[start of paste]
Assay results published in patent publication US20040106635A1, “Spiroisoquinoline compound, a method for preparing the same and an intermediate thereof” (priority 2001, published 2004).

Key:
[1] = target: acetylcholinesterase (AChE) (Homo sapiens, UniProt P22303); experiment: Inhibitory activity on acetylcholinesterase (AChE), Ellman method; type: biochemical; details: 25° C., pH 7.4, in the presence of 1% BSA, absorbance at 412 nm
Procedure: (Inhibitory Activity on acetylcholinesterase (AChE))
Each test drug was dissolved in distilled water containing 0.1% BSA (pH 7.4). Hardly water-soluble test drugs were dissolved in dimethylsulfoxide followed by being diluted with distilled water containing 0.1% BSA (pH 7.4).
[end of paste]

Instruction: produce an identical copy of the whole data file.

Assay results published in patent publication US20040106635A1, “Spiroisoquinoline compound, a method for preparing the same and an intermediate thereof” (priority 2001, published 2004).

Key:
[1] = target: acetylcholinesterase (AChE) (Homo sapiens, UniProt P22303); experiment: Inhibitory activity on acetylcholinesterase (AChE), Ellman method; type: biochemical; details: 25° C., pH 7.4, in the presence of 1% BSA, absorbance at 412 nm
Procedure: (Inhibitory Activity on acetylcholinesterase (AChE))
Each test drug was dissolved in distilled water containing 0.1% BSA (pH 7.4). Hardly water-soluble test drugs were dissolved in dimethylsulfoxide followed by being diluted with distilled water containing 0.1% BSA (pH 7.4).